Sending a message
Local students helped share an important message recently, both physically and verbally.
As part of the Great American Smokeout, to raise awareness about the dangers of smoking, 16 students from St. Peter’s Lutheran School worked with Healthy Communities on Nov. 16 to clean up discarded cigarette butts along Fourth Street in downtown Columbus. That environmental act of kindness made the area cleaner. The same day, about 60 North and East students spoke with fifth-graders at local elementary schools to discuss the dangers of tobacco, opioids and prescription drugs.
Awareness about the dangers of smoking is vital, and instilling the message at a young age makes a lasting impression. The students did just that.
Local residents can gain additional insight on the local opioid abuse problem by attending a session with multiple speakers at 2 p.m. Dec. 1 at the Columbus Learning Center, 4555 Central Ave. Speakers will include those work at the scene of drug overdoses: a fire department emergency services coordinator/battalion chief, a hospital emergency room director, a police officer/deputy coroner, and a patient care coordinator/emergency room nurse.
The session, organized by IUPUC students, is worth attending considering how the opioid problem has grown over the past several years, and the number of local overdoses and overdose deaths in Bartholomew County this year. Plus, it ties in well with previous public information sessions about the scope of the problem and local initiatives to combat it.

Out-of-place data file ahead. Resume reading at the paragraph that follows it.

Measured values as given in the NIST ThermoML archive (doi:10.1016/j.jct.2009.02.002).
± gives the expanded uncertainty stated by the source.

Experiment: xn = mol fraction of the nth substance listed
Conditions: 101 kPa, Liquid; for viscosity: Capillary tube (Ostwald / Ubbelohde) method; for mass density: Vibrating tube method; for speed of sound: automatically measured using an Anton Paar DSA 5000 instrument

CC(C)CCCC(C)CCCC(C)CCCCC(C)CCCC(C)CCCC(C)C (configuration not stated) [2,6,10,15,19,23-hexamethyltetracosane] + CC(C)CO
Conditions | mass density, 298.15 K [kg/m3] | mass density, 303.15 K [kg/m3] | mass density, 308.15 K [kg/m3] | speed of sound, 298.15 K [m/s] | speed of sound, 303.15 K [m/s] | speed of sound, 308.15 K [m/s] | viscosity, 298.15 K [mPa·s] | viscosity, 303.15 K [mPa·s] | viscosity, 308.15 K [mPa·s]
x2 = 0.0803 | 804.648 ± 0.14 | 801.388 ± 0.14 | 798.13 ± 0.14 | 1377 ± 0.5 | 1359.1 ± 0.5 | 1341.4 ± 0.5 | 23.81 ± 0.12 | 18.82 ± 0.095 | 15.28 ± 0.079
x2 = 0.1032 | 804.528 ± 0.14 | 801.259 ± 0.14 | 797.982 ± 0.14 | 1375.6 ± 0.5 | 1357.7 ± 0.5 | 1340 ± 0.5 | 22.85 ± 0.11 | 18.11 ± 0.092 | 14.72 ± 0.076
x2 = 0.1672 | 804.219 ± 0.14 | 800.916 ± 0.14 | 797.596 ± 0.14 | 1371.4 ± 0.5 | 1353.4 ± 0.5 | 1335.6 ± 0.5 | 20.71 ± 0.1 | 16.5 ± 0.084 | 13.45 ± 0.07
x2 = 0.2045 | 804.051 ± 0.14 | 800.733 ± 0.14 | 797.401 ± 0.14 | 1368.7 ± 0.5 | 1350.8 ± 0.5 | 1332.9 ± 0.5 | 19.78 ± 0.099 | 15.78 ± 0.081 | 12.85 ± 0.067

Local residents would be wise to consider attending. The more people who take an active role in this community problem, the more likely it is to be overcome.
A story of hope and courage will be shared this holiday season, and a Rockcreek Elementary School first-grader will be delivering it. Harry Grammer, 6, and his family are sharing his experience battling neuroblastomas to raise awareness about childhood cancer.
Harry, the son of Tom and Ashley Grammer of Columbus, is the face of this year’s “Gift of Hope Happens Here” campaign for the Riley Children’s Foundation, which raises money for Riley Hospital for Children in Indianapolis. Harry’s cancer journey started Nov. 18, 2016, and has included two stem cell transplants, chemotherapy and radiation. The good news is that his final scheduled in-patient day will be in early January, and doctors give him a 60 percent chance of long-term survival.
We commend the Grammers for sharing their difficult, personal story in an effort to inspire other families of children dealing with cancer.